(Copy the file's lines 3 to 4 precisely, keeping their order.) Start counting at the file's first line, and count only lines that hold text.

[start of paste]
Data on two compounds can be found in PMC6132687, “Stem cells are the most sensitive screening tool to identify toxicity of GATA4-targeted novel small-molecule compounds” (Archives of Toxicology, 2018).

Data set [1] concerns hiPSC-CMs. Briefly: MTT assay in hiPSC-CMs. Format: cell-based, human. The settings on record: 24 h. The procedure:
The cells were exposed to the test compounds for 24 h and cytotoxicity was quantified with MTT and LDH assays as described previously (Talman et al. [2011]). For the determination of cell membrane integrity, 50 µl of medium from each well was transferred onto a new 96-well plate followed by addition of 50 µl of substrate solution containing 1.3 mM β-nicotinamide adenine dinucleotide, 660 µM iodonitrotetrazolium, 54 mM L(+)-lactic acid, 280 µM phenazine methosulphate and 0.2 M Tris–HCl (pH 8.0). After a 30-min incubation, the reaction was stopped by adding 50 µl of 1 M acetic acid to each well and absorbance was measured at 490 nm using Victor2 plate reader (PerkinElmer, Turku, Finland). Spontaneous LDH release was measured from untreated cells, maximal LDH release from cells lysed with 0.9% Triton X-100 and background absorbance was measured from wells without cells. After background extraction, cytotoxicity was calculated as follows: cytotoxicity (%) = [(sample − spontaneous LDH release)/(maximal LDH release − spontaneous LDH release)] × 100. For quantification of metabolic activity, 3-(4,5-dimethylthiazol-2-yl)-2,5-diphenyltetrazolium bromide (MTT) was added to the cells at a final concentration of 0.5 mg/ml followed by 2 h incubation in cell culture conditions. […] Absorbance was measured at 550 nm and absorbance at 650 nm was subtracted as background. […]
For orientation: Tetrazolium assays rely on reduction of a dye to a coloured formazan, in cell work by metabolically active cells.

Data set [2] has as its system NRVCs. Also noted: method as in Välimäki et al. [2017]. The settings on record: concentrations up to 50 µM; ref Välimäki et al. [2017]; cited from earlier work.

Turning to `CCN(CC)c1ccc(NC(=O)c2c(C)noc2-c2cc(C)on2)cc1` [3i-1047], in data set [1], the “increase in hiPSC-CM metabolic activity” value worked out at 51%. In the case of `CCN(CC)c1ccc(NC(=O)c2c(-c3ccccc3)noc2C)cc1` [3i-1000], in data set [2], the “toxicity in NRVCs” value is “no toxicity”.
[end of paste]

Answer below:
The cells were exposed to the test compounds for 24 h and cytotoxicity was quantified with MTT and LDH assays as described previously (Talman et al. [2011]). For the determination of cell membrane integrity, 50 µl of medium from each well was transferred onto a new 96-well plate followed by addition of 50 µl of substrate solution containing 1.3 mM β-nicotinamide adenine dinucleotide, 660 µM iodonitrotetrazolium, 54 mM L(+)-lactic acid, 280 µM phenazine methosulphate and 0.2 M Tris–HCl (pH 8.0). After a 30-min incubation, the reaction was stopped by adding 50 µl of 1 M acetic acid to each well and absorbance was measured at 490 nm using Victor2 plate reader (PerkinElmer, Turku, Finland). Spontaneous LDH release was measured from untreated cells, maximal LDH release from cells lysed with 0.9% Triton X-100 and background absorbance was measured from wells without cells. After background extraction, cytotoxicity was calculated as follows: cytotoxicity (%) = [(sample − spontaneous LDH release)/(maximal LDH release − spontaneous LDH release)] × 100. For quantification of metabolic activity, 3-(4,5-dimethylthiazol-2-yl)-2,5-diphenyltetrazolium bromide (MTT) was added to the cells at a final concentration of 0.5 mg/ml followed by 2 h incubation in cell culture conditions. […] Absorbance was measured at 550 nm and absorbance at 650 nm was subtracted as background. […]
For orientation: Tetrazolium assays rely on reduction of a dye to a coloured formazan, in cell work by metabolically active cells.